Marlayna Glynn Brown is an author, screenwriter, actress, producer, poet, yogi and photographer. Marlayna was born and raised in Las Vegas, Nevada but now lives wherever she lays her head.
Overlay – A Tale of One Girl’s Life in 1970s Las Vegas is Volume 1 in the Memoirs of Marlayna Glynn Brown trilogy. It was published in March 2012.
City of Angeles is Volume 2 in the trilogy and was published in July 2012.
Big as All Hell and Half oF Texas is the final volume and was published in October 2012.
Her 2009 short film, People That do Something, is based upon a chapter from Overlay and can be viewed on Youtube.
Marlayna is currently writing a comedic account of her world travels as a forty-something woman without a plan other than to say YES to everything that comes her way. You’ll laugh. You’ll cry. You’ll feel nauseous.
What inspires you to write?
I have an insatiable desire to record everyday life as I see it. I’ve long been an avid journalist and used my early diaries to create Overlay, the first of three books in my memoir trilogy. As a photographer, I love to combine writing and photography to capture people doing what they do. When I try to write fiction or pose photographs I find that neither process works for me. I must record people and events just as they happen – from my own perspective.
I also find it enjoyable to work out thoughts and impressions through the process of writing. Writing is the highest form of purging I have found.
Tell us about your writing process
I sit down in silence and write. I do not outline or take notes. Each one of my books took exactly three weeks to write. I sat down every morning with coffee by my side and wrote until I was fatigued, or found my sentences were becoming dull. Since I am a memoirist, my creative process simply involves recall and structure. I write characters as I see and feel them.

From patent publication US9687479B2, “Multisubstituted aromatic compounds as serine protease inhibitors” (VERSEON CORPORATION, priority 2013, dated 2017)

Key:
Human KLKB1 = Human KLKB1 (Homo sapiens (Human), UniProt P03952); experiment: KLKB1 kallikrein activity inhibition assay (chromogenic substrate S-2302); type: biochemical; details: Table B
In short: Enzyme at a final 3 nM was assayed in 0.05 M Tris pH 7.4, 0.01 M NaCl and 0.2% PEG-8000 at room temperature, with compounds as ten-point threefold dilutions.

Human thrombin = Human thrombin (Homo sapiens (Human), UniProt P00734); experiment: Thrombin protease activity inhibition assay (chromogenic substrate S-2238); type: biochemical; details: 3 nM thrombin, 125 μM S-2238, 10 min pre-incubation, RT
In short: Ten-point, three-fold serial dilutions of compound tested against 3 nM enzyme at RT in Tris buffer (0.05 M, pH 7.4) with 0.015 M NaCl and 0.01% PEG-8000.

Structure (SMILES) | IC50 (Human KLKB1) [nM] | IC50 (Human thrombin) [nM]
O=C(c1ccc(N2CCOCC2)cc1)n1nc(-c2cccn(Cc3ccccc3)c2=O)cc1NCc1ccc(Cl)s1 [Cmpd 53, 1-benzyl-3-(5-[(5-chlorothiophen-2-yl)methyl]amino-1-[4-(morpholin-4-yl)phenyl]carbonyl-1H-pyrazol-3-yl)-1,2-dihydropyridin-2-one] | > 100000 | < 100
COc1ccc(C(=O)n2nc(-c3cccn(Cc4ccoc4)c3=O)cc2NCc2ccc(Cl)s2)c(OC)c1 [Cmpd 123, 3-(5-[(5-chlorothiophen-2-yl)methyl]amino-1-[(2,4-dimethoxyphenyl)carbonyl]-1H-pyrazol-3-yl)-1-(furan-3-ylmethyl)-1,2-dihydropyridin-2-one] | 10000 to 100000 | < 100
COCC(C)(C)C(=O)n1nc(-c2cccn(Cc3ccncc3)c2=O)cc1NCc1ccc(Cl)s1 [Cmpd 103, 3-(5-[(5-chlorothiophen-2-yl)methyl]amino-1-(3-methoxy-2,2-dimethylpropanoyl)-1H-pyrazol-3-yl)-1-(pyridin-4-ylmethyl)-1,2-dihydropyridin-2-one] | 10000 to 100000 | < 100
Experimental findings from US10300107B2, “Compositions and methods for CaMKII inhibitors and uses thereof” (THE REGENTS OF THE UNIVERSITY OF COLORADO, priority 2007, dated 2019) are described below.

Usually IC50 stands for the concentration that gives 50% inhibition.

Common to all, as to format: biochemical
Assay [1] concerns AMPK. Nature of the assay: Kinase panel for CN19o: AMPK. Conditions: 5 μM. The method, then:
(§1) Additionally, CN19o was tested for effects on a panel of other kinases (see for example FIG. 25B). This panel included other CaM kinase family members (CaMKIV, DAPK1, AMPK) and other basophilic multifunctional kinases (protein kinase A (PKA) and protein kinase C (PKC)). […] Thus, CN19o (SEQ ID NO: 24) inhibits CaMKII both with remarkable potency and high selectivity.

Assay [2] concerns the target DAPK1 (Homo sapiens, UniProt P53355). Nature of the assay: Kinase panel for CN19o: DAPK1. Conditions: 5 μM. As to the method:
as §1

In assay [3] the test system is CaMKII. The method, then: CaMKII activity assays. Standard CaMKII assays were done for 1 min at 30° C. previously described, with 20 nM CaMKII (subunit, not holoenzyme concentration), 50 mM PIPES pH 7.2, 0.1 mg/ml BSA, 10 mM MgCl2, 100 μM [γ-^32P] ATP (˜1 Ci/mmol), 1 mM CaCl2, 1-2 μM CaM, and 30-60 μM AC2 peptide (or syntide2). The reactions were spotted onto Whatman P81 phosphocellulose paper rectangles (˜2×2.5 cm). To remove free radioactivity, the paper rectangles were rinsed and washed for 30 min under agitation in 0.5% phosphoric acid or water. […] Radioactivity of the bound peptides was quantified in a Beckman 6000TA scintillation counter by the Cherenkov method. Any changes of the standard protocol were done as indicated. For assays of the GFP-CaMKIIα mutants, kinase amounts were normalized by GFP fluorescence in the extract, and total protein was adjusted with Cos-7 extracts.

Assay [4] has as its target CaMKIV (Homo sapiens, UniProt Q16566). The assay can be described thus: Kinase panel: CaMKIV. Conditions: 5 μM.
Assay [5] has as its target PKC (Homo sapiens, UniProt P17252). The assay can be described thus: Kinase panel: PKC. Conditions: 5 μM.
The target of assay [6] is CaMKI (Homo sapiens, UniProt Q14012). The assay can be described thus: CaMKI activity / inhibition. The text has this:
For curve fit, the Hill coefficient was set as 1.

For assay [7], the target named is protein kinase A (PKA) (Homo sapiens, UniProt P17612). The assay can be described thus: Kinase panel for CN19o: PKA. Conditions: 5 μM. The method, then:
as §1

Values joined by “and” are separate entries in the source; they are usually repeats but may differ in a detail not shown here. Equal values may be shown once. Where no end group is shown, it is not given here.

How did you decide how to publish your books?
I spent three years soliciting agents and fielding rejections of my queries before I decided to just handle the process myself. Amazon has made publication so easy and I could easily be their biggest fan. I didn’t care for the whole idea that an agent or some other individual was given the seat of power to decide if my work should reach the masses. I am thrilled that now anyone can publish anything and individual readers now get to determine what they would like to read.
What do you think about the future of book publishing?
Readers will determine the future of book publishing. Readers will support and/or kill various projects simply by downloading, purchasing and reviewing books. I’m more of a storyteller than a psychic, so I’m just going to sit back and see what happens.
What genres do you write?
What formats are your books in?
eBook, Print, Both